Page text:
Thursday, November 29, 2012
Joshua D. Blank (NYU) presents Collateral Compliance at Columbia today as part of its Tax Policy Colloquium Series hosted by Alex Raskolnikov, David Schizer and Wojciech Kopczuk:
As most of us are aware, the failure to comply with the tax law can lead to civil and criminal tax penalties. But tax noncompliance has other consequences as well. Collateral sanctions for tax noncompliance, which are imposed on top of tax penalties and are often administered by agencies other than the taxing authority, increasingly apply to individuals who have failed to obey the tax law. They range from denial of hunting permits to suspension of driver’s licenses to revocation of passports. Further, as the recent Supreme Court case Kawashima v. Holder demonstrates, some individuals who are subject to tax penalties for committing tax offenses involving “fraud or deceit” may even face deportation from the United States. Criminal law scholars have written dozens of articles on the collateral consequences of convictions. Yet tax scholars have virtually ignored collateral tax sanctions, even though their use by the federal and state governments is growing.,/p>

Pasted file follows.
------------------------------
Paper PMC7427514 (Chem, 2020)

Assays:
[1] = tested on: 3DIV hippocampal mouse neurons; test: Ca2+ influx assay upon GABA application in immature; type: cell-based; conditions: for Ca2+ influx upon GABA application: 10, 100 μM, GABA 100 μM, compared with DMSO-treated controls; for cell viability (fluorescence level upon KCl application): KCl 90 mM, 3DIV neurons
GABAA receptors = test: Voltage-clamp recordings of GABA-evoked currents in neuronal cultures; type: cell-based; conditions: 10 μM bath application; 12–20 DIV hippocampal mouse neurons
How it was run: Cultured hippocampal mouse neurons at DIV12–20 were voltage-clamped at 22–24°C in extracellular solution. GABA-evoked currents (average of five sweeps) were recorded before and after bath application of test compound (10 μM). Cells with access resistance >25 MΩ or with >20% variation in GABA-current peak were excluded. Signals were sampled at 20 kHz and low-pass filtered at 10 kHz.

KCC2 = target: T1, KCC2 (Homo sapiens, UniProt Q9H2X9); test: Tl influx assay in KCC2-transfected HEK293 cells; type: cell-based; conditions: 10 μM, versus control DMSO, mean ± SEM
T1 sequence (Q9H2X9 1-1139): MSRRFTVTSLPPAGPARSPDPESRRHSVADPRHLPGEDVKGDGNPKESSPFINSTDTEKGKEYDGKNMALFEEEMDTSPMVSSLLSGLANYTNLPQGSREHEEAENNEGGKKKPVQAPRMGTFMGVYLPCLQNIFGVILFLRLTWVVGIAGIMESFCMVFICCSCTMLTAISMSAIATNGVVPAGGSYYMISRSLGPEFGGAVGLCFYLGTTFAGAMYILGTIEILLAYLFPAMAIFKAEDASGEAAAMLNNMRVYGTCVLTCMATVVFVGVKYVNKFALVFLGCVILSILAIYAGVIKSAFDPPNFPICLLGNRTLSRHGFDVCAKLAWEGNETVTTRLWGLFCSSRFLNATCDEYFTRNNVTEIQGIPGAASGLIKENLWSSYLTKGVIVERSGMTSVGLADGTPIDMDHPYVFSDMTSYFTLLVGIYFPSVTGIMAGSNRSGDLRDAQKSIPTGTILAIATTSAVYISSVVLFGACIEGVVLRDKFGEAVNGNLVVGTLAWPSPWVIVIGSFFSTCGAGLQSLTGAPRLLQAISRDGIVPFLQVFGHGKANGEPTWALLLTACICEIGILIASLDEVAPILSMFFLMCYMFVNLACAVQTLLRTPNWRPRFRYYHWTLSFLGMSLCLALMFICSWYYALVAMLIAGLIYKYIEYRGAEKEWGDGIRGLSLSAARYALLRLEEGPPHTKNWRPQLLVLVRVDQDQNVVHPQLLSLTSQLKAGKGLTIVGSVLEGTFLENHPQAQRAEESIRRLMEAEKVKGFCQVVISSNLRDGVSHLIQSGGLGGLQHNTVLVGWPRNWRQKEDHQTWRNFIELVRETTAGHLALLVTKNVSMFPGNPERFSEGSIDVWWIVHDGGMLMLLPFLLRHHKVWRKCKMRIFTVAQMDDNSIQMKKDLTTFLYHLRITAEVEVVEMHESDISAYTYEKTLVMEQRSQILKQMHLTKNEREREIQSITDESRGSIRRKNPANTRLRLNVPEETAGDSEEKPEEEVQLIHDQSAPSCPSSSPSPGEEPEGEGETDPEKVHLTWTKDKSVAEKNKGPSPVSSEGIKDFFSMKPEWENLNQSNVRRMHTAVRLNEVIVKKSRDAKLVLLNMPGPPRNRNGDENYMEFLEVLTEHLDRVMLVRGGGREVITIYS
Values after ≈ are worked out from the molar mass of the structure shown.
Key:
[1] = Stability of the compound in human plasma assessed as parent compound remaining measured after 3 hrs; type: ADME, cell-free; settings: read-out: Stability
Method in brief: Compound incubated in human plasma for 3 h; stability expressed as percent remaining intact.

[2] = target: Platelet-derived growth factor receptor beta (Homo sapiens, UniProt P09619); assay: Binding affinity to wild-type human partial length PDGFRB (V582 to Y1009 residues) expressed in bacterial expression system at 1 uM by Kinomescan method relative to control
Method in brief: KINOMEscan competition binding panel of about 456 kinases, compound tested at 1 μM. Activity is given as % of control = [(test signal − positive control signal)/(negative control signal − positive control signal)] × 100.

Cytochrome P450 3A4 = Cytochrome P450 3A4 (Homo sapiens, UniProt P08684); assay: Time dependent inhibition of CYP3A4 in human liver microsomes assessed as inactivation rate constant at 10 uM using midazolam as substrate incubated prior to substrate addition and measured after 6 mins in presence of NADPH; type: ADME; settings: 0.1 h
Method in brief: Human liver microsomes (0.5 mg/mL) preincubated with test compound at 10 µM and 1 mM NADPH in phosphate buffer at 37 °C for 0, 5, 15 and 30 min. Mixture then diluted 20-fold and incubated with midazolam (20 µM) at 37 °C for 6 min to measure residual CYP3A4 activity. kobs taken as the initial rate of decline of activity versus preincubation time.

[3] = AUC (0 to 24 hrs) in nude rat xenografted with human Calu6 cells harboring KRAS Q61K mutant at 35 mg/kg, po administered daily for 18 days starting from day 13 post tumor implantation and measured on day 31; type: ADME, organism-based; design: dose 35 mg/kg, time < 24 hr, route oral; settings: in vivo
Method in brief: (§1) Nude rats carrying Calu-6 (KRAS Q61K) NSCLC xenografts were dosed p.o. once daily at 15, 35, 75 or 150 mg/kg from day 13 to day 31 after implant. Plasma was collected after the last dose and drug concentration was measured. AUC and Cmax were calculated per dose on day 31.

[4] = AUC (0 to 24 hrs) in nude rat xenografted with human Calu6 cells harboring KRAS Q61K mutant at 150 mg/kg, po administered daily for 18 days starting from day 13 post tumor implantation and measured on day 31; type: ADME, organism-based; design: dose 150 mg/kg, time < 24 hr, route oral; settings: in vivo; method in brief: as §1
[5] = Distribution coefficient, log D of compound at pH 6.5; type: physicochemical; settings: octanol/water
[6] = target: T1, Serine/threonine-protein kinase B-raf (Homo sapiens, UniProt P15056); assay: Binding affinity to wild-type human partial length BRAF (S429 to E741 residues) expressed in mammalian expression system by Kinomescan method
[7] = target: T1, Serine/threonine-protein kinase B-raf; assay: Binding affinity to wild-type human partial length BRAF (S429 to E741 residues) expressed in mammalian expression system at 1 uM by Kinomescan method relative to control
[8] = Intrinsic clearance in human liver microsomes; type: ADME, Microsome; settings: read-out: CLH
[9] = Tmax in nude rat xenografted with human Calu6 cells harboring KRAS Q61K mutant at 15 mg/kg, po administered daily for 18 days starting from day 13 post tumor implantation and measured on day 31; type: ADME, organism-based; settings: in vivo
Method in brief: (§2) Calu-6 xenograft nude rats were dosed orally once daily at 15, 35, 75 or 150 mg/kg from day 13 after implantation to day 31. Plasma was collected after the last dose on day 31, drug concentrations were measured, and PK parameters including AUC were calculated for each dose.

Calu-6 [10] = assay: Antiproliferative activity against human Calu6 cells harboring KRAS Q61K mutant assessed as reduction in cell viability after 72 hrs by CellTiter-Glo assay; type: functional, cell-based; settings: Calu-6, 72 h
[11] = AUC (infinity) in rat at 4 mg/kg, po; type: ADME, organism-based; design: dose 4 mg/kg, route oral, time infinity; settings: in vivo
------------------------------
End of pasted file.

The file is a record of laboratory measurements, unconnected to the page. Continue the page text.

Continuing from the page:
This Article offers a comprehensive analysis of collateral consequences in the taxation context. While many criminal law scholars have proposed ways to alleviate collateral consequences, this Article argues that, when applied in connection with violations of the tax law, collateral consequences may offer previously unappreciated social benefits. In many cases, collateral tax sanctions can promote voluntary tax compliance more effectively than additional monetary tax penalties, especially if governments increase public awareness of collateral tax sanctions. Governments should therefore embrace these sanctions as a means of tax enforcement and taxing authorities should publicize them affirmatively.
After considering the effects of collateral tax sanctions under each of the predominant theories of voluntary compliance, I propose principles that governments should consider when designing collateral tax sanctions. These principles suggest, for example, that initiatives to revoke driver’s licenses from individuals who have failed to pay outstanding taxes or professional licenses from individuals who have failed to file tax returns would likely promote tax compliance. However, whether the sanction of deportation for tax offenses involving fraud or deceit will have positive compliance effects is far less certain. Finally, I suggest how taxing authorities should publicize these sanctions to foster voluntary compliance.